Advertisement

Optimal Experience Across Cultures

  • Antonella Delle Fave
  • Fausto Massimini
  • Marta Bassi
Chapter
Part of the Cross-Cultural Advancements in Positive Psychology book series (CAPP, volume 2)

Abstract

In this chapter we will contextualize the investigation of optimal experience across culture within the theoretical framework of cultural studies. In the last few decades, psychological studies evolved from an ethnocentric western perspective to a broader view that takes into account the role of culture in shaping human behavior and experience. This allowed for the development of different approaches, such as cross-cultural psychology, cultural psychology, and indigenous psychologies, and for the conceptualization of basic constructs, such as individualism/collectivism and independent/interdependent self-construal, which presently represent the cornerstones of most psychological studies endorsing cultural aspects. The exploration of optimal experience and psychological selection across cultures will be exemplified through findings derived from adult and adolescent participants. Similarities and differences between cultures will be highlighted, and interpreted in the light of the theoretical assumptions on culture—on the one hand—and on flow and psychological selection—on the other hand.

Keywords

Optimal Activity Optimal Experience Individualistic Culture Future Goal Present Challenge 
These keywords were added by machine and not by the authors. This process is experimental and the keywords may be updated as the learning algorithm improves.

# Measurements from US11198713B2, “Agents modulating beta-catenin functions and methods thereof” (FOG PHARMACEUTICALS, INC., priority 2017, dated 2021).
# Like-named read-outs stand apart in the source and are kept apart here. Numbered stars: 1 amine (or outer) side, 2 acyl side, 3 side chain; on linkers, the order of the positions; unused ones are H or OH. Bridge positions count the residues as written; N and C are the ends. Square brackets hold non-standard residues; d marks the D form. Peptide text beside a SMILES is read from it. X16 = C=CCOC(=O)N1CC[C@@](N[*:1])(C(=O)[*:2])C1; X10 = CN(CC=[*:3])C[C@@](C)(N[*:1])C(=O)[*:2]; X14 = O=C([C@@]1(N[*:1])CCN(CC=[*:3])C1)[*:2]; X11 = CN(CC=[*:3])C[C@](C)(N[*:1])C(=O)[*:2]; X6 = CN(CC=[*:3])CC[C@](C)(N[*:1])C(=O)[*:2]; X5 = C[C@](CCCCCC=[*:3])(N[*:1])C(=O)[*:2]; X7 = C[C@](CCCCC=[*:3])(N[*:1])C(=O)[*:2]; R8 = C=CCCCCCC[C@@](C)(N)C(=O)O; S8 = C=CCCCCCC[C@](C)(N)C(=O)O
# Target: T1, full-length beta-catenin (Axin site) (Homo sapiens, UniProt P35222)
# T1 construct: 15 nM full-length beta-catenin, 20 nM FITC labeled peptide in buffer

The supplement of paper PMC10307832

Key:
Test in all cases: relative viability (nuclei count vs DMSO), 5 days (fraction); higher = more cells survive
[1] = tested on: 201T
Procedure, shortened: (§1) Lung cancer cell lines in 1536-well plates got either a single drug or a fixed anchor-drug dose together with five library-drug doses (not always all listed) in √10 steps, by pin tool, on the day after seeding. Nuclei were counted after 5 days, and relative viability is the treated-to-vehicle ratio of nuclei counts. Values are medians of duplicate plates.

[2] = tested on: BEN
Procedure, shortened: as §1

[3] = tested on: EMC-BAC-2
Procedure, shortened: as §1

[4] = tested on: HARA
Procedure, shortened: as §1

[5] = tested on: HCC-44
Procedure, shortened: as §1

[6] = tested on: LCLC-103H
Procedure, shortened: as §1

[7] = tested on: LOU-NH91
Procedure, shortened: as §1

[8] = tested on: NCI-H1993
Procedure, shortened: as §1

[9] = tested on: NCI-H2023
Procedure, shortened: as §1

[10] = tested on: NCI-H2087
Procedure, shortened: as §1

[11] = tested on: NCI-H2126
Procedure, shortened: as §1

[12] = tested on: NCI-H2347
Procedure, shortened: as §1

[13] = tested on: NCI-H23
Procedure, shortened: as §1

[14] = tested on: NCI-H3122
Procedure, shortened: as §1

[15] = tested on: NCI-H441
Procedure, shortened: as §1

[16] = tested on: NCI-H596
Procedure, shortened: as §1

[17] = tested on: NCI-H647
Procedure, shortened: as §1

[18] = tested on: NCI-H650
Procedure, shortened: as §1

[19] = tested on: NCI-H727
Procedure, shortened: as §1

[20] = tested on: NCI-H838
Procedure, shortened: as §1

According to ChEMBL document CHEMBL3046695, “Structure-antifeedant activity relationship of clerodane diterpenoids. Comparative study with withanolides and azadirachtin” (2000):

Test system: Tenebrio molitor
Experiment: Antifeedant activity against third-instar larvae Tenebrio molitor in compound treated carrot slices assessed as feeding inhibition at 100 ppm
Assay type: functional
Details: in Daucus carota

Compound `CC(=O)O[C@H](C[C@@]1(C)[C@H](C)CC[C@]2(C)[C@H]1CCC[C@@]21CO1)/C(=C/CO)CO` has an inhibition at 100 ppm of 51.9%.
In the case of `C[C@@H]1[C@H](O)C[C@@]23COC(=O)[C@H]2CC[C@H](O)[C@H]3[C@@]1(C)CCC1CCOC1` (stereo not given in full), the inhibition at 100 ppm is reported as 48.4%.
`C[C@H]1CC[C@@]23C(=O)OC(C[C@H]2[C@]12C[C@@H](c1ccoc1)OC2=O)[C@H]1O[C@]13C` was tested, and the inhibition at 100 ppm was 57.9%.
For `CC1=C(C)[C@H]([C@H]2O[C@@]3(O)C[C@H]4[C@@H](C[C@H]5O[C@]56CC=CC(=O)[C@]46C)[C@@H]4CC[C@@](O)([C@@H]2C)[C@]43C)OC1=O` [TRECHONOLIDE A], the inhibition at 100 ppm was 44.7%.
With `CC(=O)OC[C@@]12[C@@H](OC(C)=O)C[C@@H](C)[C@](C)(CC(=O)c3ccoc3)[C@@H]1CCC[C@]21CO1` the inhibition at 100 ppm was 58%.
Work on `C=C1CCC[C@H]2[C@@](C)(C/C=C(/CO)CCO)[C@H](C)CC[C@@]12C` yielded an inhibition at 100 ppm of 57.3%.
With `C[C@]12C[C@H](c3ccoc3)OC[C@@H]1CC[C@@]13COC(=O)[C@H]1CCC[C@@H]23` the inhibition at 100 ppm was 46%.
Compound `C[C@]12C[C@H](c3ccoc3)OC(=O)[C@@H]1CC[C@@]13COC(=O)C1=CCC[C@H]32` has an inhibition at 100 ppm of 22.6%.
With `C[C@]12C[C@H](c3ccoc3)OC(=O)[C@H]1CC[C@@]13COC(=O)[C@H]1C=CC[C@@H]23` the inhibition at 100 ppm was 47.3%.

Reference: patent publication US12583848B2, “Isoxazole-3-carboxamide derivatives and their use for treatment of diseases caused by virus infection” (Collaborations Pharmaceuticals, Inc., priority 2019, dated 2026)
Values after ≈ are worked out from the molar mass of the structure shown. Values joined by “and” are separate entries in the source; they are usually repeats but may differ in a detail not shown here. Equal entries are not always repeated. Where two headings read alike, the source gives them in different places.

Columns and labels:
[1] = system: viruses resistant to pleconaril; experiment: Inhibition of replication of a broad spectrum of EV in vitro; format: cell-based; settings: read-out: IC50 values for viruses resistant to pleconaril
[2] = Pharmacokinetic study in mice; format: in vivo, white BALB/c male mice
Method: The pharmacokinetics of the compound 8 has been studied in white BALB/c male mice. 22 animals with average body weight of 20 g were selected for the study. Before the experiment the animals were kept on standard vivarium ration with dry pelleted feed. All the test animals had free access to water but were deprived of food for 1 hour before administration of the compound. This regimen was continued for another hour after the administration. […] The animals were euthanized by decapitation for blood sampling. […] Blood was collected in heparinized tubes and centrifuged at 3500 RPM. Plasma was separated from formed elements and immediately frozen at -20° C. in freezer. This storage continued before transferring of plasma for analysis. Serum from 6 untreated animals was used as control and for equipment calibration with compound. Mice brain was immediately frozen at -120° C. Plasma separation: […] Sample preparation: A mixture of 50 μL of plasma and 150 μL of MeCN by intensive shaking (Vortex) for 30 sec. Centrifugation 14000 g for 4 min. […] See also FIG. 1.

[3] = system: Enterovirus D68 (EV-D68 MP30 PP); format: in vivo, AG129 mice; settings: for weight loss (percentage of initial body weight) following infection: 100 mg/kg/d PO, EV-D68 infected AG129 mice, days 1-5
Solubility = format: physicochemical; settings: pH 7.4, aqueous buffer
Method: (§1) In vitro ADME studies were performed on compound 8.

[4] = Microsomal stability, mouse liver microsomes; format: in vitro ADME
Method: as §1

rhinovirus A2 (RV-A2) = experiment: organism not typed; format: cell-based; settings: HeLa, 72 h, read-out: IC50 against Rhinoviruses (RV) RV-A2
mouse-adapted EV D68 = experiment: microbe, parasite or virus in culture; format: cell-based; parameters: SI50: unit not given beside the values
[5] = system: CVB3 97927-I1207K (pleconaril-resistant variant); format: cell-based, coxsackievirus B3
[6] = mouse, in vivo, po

References

  1. Ackerman, P. L. (1996). A theory of adult intellectual development: Process, personality, interests, and knowledge. Intelligence, 22, 227–257.CrossRefGoogle Scholar
  2. Asakawa, K., & Csikszentmihalyi, M. (2000). Feelings of connectedness and internalization of values in Asian American adolescents. Journal of Youth and Adolescence, 29, 121–145.CrossRefGoogle Scholar
  3. Bassi, M., & Delle Fave, A. (2004). Adolescence and the changing context of optimal experience in time: Italy 1986–2000. Journal of Happiness Studies, 5, 155–179.CrossRefGoogle Scholar
  4. Berry, J. W. (1969). On cross-cultural comparability. International Journal of Psychology, 4, 119–128.CrossRefGoogle Scholar
  5. Block, N. (1995). How heritability misleads about race. Cognition, 56, 99–128.PubMedCrossRefGoogle Scholar
  6. Bond, R. A., & Smith, P. B. (1996). Culture and conformity: A meta-analysis of studies using ash’s (1952) line judgement task. Psychological Bulletin, 119, 111–137.CrossRefGoogle Scholar
  7. Brewer, M. B., & Gardner, L. W. (1996). Who is this “we”? Levels of collective identity and self-representation. Journal of Personality and Social Psychology, 71, 83–93.CrossRefGoogle Scholar
  8. Cohen, D., & Kitayama, S. (2007). Cultural psychology. This stanza and the next. In S. Kitayama & D. Cohen (Eds.), Handbook of cultural psychology (pp. 847–851). New York: Guilford Press.Google Scholar
  9. Creswell, J. W. (2008). Research design: Qualitative, quantitative and mixed methods approaches (3rd ed.). Thousand Oaks, CA: Sage Publications.Google Scholar